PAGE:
16 is a low average. Are the larger cases over, say, 5,000 being taken out of the Portal? Only time (and better MI) will tell. As defendants only get one bite of the cherry to make a counter offer within the initial consideration period then this may be at the top end of the valuation bracket to avoid a Stage 3 hearing. Interestingly, a total of 138 EL disease claims have now settled at an average amount of 4,894. This comes as somewhat of a surprise as the general consensus at the time of the extension was that the Portal, as currently presented, does not lend itself to disease claims. Nevertheless, we anticipate the number of settled disease claims will remain relatively low. Even those claims with one defendant will usually require the involvement of a number of insurers and thus the timelines for a response to the CNF may lead to those exiting the Portal. Exit function The main stated causes of exit where the exit function is used across the three claim types are incomplete CNF, duplicate claim or other reason. More PL claims than EL claims cite a failure to acknowledge the CNF on time as a reason to use the exit function. This is not surprising, as tracing the insurer in time to meet the requirement of next day acknowledgment may be more difficult in PL claims, which, unlike EL claims, do not have the benefit of a search through the Employers Liability Tracing Office. Other reason is the most popular tick box across all claim types and, unfortunately, provides no real data. Indeed, the Claims Portal Company has acknowledged that their simple MI capture needs refining, with more drop down options for exit reasons. On the horizon is the likelihood that there will be a consultation with interested insurers on the type of MI they want the Claims Portal company to produce. When this might occur is unclear but it is unlikely to happen before In any event, most insurers are tracking internally their own data to ensure that they can see the bigger picture and respond accordingly. The future Given the extended Portal applies only to EL/PL claims where the accident occurred on or after 31 July 2013, a further increase in the rate of claim numbers is to be expected once a suitable lead in time exists between accident and first notification. In addition, as EL/PL lawyers not experienced in volume motor claims become familiar with the new process, management of portal claims should become more efficient. Overall, it is likely to take at least a year from the time of extension for there to be data that can be used to track and trend claims experience and shape claims teams to be ready to respond. Page 16 of 28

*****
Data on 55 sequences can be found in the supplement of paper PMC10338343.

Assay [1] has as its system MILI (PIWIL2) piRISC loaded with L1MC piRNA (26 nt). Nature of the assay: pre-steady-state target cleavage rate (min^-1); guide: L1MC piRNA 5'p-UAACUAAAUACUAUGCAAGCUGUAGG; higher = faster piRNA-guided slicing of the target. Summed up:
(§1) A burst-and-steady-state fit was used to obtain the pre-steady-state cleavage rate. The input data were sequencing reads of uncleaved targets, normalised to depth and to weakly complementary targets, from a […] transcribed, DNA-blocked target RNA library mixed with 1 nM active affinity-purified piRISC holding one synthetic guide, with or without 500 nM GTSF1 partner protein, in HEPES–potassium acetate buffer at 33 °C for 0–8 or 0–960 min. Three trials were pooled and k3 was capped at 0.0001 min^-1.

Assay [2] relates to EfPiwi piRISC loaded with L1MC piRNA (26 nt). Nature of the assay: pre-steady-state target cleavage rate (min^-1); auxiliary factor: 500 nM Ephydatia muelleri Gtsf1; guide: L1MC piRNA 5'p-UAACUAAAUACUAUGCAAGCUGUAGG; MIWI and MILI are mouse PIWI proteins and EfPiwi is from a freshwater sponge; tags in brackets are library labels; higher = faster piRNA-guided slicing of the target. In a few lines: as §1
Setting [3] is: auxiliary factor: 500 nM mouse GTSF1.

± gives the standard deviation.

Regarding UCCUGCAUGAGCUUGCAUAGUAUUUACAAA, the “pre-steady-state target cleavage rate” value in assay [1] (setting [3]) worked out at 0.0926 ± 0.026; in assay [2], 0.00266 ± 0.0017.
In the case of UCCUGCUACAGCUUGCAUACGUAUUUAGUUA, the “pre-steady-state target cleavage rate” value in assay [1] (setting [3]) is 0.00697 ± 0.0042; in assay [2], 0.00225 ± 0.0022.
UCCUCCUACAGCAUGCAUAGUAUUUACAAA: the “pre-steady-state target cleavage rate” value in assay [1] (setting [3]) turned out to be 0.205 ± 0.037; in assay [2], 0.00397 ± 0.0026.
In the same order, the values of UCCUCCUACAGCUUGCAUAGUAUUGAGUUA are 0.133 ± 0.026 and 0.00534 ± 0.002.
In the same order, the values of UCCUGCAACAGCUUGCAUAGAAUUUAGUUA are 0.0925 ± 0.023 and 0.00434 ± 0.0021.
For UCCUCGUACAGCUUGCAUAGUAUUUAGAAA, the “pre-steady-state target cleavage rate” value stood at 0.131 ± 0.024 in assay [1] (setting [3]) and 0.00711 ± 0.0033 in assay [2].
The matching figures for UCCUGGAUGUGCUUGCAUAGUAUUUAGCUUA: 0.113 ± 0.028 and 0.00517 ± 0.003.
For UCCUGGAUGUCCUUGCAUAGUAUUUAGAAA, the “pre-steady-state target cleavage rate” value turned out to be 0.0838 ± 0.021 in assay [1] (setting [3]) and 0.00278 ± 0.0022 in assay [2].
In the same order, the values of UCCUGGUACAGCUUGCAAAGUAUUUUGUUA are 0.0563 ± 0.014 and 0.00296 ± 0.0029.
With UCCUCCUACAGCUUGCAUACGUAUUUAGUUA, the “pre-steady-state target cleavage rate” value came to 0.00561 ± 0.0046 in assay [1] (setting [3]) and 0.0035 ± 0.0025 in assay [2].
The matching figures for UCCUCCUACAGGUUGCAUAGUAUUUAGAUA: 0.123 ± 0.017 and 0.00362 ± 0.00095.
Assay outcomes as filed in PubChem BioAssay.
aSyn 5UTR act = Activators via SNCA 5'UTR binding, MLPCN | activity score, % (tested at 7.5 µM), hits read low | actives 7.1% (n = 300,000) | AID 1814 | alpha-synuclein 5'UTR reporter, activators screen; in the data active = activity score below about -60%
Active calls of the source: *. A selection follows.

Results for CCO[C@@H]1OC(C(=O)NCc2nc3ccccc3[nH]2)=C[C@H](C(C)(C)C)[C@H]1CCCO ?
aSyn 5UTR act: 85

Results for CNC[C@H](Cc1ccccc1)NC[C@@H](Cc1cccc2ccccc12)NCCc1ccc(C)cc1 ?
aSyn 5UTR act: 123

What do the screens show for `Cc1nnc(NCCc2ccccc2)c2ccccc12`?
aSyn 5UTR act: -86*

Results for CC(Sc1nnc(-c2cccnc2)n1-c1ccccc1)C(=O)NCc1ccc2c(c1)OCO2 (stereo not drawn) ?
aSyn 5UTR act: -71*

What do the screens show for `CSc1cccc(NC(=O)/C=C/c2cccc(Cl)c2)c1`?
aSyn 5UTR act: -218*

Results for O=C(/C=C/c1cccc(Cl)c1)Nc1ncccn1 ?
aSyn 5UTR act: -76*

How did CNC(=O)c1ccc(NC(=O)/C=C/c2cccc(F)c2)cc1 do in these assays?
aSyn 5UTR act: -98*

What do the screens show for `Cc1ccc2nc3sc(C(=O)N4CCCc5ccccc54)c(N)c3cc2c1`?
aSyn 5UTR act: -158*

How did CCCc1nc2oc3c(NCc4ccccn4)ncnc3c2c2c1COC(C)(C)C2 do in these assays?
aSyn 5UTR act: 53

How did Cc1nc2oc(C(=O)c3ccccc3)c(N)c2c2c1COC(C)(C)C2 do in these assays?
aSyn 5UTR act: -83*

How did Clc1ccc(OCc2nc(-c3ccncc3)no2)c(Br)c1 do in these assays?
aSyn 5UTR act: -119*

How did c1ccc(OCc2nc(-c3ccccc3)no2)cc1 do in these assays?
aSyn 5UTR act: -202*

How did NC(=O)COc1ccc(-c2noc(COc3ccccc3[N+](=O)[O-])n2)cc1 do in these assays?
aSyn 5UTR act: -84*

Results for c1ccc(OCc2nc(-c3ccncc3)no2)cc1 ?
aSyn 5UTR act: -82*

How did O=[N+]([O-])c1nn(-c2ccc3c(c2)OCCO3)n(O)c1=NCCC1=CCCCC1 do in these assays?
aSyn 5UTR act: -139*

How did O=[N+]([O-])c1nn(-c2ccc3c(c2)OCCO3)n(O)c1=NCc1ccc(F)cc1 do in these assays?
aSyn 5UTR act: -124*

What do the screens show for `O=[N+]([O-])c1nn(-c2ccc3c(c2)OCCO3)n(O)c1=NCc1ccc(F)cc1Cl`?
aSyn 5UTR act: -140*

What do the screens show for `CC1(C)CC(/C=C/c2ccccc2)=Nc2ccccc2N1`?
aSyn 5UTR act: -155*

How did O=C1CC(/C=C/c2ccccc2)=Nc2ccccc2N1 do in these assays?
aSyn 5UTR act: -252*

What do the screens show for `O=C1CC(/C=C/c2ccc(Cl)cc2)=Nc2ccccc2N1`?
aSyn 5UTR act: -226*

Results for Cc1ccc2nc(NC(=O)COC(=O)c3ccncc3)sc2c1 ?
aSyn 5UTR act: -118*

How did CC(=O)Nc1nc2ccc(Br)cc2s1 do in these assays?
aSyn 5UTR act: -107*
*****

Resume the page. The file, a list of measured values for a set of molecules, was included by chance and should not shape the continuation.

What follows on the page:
17 Overall, the experience towards the Portal appears positive and compensators have embraced the change. Some are already reporting a saving on costs, whilst recognising the ongoing need to develop proactive practices to be ready to accept claims and make early liability decisions. Indeed, some have referred to the perception that the industry has a better reputation from being able to compensate genuine claimants more quickly. Such observations need, of course, to be weighed against the realisation that the experience with EL and PL claims will be different to that gained from motor claims. Whilst designed to simplify the claims process, the simplicity of the Portal could trip up the unwary. One can envisage satellite litigation emerging as the nuances of EL/PL claims come up against the prescriptive rules which underpin the process, for example, with regard to multiple claims being submitted. Nevertheless, the available data already suggests a steady rise in claim numbers being submitted to the Portal and we anticipate this will continue. The performance reports are available on the Portal executive dashboard. For more information please contact Tracy Head or Deborah Newberry Is fundamental dishonesty fundamental to the fight against fraud? Criminal Justice and Courts Bill 2014/15 The question of how the courts should deal with fraudulent claims, and in particular the grey area of gross exaggeration, has been the subject of ongoing discussion around tackling claim inflation for some time. The government has now added another dimension to the debate. Following the Law Commission s announcement that they would not be progressing work on third party fraud; on 7 June 2014, Justice Secretary, Chris Grayling, confirmed a new package of measures to tackle insurance fraudsters and dishonest claims. They include requiring courts to strike out a claim in its entirety where the claimant has been fundamentally dishonest. The measure has already made its way into Parliamentary business, by virtue of the belated insertion of clause 45 into the Criminal Justice and Courts Bill 2014/15. The Bill introduces fundamental dishonesty to be applied to personal injury claims. Page 17 of 28